The truck growled away and I went to look at the bus timetables. The next Greyhound wouldn’t be along for more than two hours. I decided to try another hitch before either getting myself a ticket to Denver or all the way to New York, or just seeking a motel for the night. I wasn’t too tired as I’d had a cat-nap  and didn’t fancy hanging around. By then I was starting to feel a little lonely. I got out my sign again and started thumbing for ANYWHERE WEST  just outside the terminal, on the junction for the highway. I got out my Army hat and stood there in the light drizzle, promising myself I’d give up if it got worse. I realised I looked unshaven and in my black coat and with my hat probably looked like a bum, but since I’d been lucky once, I thought I would be again.

One truck after another went by, and a number of cars, shooting past in their hurry to be wherever they were headed for, until half an hour later this big truck came lumbering up, bigger than the one I’d taken from Walnut Creek. It had a long snout and was pulling these two big containers behind it, and as he seemed to be going pretty slowly I thought I might be in luck. The drops of rain hung in the beams of the big headlights as I put out my hand and stuck my thumb up, but the lumbering giant just went straight past me, the smell of gas and hot rubber coming off it, the smell of the road and in frustration I shouted “Ahhhh SHIT!”

The truck slowed and stopped about twenty yards up the road. Just for a second I thought: “What have I done?” The idea came into my mind that the driver had heard me and I was in for a pretty bad time, but the truck just waited there, no sound of the cab door banging shut, no shouting. “Come on,” I thought. “He couldn’t have heard. What are you waiting for? Hurry up before he goes.”

So I ran up to the cab, sitting there in the night, something feeling a little strange as there was no-one leaning out of the window, no-one opened the door to ask “Where you headed?”  It felt as if there was no driver at all, so I climbed up the ladder to the door and opened it myself, out of curiosity as much as anything.

“You headed west?” I asked. “Denver maybe?” The big driver just nodded at me. I felt a little self-conscious at this, and for a second contemplated just jumping off and going back to the bus station. But I felt I’d already made the decision and all I needed to do was complete the transaction, so I jumped in. The truck rumbled away as I thanked the driver and in twenty or so minutes we’d driven out of the rain, and maybe three-quarters of an hour later left the main highway.


“Can you tell me where the next town is?” I asked. I’d had to pluck up the courage to do this because that terrible face was still imprinted on my mind. I felt anxious about asking this, because somehow, I feared the answer.

“Long ways yet.” The voice rumbled from beneath that hat. It came out “Lauuunggg wayyyysssss.”My state of mind was becoming steadily worse and I feared, bordered on hysteria. The storm was now coming closer, and the cab was lit bay another green flash of lightning, illuminating the interior, with the driver now seeming feverish in his concentration, leaning forward over the wheel. The storm was definitely approaching because this time the thunder filled the cab, a huge tearing noise that seemed to come from right above us. It began to rain heavily so that the beams of the headlights became clearly visible ahead, two cones of bright yellow light. As I peered through the curtain of rain I could see something ahead, vague points of orange light and I began to feel a sense of hope and relief; it might be a junction, a town, a filling station, somewhere I could escape. I didn’t care about the rain and the storm, I just wanted to get out of there. The points of light were distorted in the wet windscreen even though the driver had turned on his wipers, and I saw with a surge of hope a bright yellow square appearing in the distance. It was a filling station. Filling stations often had toilets, so here was my chance.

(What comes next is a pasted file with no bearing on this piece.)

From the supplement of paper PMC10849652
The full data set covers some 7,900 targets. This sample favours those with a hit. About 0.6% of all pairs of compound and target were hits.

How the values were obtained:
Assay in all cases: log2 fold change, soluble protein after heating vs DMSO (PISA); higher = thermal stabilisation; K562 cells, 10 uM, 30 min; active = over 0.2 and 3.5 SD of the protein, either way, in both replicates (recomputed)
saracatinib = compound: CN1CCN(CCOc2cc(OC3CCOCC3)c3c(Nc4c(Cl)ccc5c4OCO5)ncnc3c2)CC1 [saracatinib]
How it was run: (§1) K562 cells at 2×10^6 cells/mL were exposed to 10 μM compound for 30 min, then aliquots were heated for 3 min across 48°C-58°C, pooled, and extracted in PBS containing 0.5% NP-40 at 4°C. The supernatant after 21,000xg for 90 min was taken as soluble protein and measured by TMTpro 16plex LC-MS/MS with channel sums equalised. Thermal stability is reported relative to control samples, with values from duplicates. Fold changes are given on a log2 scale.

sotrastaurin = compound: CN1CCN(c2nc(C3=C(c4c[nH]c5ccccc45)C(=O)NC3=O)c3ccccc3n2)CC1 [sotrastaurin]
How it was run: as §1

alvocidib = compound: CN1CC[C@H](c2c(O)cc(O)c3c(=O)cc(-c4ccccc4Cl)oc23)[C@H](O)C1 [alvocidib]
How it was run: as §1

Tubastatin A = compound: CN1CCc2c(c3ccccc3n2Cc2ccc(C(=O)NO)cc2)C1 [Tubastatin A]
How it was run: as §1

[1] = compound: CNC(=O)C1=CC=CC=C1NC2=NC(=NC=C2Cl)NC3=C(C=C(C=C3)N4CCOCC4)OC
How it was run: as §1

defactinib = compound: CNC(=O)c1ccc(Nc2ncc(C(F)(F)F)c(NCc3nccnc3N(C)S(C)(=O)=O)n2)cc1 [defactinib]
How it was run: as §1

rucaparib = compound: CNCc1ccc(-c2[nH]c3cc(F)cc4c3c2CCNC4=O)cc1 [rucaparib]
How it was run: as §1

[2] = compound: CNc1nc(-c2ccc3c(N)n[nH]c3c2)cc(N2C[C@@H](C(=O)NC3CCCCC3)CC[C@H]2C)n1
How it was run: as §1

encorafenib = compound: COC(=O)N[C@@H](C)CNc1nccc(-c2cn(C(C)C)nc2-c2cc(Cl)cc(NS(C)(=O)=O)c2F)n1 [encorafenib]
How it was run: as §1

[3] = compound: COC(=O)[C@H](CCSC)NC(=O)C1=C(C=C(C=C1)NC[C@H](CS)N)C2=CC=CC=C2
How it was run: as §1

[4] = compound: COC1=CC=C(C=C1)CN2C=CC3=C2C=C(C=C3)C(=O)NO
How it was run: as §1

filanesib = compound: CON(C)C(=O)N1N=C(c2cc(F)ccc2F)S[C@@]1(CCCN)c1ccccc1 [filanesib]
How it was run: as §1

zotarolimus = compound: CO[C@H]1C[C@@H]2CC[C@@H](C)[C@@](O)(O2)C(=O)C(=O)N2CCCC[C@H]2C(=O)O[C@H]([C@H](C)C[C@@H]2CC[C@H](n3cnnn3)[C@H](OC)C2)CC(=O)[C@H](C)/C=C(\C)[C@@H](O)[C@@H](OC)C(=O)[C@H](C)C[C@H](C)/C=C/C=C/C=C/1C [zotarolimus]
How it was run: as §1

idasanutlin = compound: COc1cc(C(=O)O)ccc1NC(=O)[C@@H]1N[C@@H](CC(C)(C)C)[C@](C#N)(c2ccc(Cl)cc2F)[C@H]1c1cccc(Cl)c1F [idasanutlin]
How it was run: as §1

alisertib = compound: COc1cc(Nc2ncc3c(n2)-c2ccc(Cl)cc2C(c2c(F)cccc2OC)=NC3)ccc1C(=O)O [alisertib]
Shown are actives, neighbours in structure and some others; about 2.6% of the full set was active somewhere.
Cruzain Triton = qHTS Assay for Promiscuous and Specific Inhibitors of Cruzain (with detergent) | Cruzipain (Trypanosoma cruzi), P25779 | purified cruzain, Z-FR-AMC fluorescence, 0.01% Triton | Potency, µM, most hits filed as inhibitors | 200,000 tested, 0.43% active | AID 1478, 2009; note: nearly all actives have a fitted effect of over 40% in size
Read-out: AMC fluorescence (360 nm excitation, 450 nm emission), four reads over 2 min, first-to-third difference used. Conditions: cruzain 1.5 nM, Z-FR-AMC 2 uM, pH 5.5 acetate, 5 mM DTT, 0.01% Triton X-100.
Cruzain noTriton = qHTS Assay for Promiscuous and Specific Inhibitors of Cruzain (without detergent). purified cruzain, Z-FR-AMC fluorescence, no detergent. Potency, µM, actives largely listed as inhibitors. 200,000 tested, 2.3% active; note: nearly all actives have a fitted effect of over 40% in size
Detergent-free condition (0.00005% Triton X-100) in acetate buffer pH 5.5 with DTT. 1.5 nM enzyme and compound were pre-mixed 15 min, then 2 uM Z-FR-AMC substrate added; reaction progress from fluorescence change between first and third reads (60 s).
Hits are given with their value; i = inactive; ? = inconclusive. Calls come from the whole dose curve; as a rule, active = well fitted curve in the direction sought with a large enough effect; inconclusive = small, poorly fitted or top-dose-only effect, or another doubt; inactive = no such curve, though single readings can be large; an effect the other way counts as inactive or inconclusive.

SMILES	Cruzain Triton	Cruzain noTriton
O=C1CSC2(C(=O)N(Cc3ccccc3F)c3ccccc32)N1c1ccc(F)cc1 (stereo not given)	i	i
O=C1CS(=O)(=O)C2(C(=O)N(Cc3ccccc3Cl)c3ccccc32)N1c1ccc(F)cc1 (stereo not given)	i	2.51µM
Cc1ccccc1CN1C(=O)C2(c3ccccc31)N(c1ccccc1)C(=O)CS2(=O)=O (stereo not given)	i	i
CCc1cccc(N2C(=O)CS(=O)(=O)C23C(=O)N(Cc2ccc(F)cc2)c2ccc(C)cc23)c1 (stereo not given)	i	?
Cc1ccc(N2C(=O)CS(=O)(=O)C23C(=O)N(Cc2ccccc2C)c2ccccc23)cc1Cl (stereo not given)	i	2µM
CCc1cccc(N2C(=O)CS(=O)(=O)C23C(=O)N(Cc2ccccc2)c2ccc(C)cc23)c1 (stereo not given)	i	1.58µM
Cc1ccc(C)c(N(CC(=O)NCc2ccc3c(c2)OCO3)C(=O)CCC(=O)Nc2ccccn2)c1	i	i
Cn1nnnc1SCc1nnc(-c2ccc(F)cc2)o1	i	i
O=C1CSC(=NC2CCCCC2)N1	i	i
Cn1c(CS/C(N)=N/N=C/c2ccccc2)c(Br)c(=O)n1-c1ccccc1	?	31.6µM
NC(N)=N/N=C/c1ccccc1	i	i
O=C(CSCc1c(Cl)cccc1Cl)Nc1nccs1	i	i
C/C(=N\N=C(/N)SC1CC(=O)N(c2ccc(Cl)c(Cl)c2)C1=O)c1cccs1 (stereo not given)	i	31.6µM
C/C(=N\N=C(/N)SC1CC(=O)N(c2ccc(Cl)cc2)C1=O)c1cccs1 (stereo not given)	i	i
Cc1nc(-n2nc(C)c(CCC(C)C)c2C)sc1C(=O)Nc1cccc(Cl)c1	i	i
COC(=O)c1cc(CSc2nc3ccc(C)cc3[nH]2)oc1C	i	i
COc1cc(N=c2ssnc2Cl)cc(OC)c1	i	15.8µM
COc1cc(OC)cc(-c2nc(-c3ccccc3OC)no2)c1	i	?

“Could we pull over?” I asked. “ I need to visit the bathroom”. After a short time in America you learn to use that expression. I’d forgotten the living-quarters behind the cab where he had his own facilities.

“I can’t stop yet” came the deep-throated, mummified voice. coming out like: “ Ahh caiiiinntt...” “Not in this rain.” In mounting despair I watched as we passed the filling station, and I noticed it had old-style pumps, big rounded ones like they had in the Fifties, at least on the films I’d seen, and old electric lights with saucer-shaped shades above them. And that was when it hit me.

That’s what was wrong with this whole picture. Since we’d turned on to this highway. My mind suddenly worked like a kid making a jigsaw and putting all the pieces together. The Cadillac, the Plymouth, the gas station. All of them were old, I hadn’t seen a single modern car! The faded photos, the LBJ sticker, all of it was from the past! Where was I? What was all this? My heart began to pound and I began to sweat with real fear, for the first time in my life. Although by now I was in the grip of mounting terror, my voice somehow came out steady as I asked: “Where exactly are you headed for?”

Another flash lit up the cabin. Above, the thunder crashed through the ionised air. I could see the driver’s face, the mouth hanging slackly open, the eyes sightless white balls rolled up into the head no movement from the mouth as that hollow voice croaked from somewhere : “End of the road. I’m goin to the end of the road.”

Flash after flash lit up the cab. “I been on this road these eighteen year since I rolled over. I’m dead. You’re dead. This here’s a dead end. No way off this road” Again that white mask of grinning death snarled at me in the next lightning flash. “DEAADDDDD!!!”  croaked that hideous voice.